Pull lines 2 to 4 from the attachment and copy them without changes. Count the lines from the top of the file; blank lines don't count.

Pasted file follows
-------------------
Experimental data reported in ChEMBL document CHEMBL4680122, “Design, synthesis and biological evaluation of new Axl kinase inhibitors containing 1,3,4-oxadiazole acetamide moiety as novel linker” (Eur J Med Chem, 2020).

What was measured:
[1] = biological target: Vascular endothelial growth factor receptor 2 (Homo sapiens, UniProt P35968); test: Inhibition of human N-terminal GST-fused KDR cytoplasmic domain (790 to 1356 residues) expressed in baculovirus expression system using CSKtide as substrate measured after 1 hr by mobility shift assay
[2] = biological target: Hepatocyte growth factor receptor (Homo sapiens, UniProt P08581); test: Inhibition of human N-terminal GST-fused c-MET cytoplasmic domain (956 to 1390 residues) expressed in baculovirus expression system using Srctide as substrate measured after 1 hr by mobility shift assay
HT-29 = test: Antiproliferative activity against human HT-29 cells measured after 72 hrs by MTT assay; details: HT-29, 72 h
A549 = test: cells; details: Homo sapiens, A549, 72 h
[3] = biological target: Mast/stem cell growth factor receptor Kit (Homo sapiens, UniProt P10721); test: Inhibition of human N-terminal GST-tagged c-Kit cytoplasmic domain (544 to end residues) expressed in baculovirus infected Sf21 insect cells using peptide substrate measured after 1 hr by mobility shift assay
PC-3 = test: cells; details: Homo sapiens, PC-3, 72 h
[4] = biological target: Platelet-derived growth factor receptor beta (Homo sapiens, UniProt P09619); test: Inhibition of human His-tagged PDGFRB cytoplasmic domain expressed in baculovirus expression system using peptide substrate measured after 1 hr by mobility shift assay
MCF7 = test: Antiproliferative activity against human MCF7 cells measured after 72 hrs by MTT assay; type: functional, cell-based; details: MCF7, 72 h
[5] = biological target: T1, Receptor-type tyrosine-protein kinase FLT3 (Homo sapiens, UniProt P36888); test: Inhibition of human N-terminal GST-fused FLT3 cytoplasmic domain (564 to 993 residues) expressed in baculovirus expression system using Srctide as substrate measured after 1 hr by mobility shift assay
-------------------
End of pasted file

What was measured:
[1] = biological target: Vascular endothelial growth factor receptor 2 (Homo sapiens, UniProt P35968); test: Inhibition of human N-terminal GST-fused KDR cytoplasmic domain (790 to 1356 residues) expressed in baculovirus expression system using CSKtide as substrate measured after 1 hr by mobility shift assay
[2] = biological target: Hepatocyte growth factor receptor (Homo sapiens, UniProt P08581); test: Inhibition of human N-terminal GST-fused c-MET cytoplasmic domain (956 to 1390 residues) expressed in baculovirus expression system using Srctide as substrate measured after 1 hr by mobility shift assay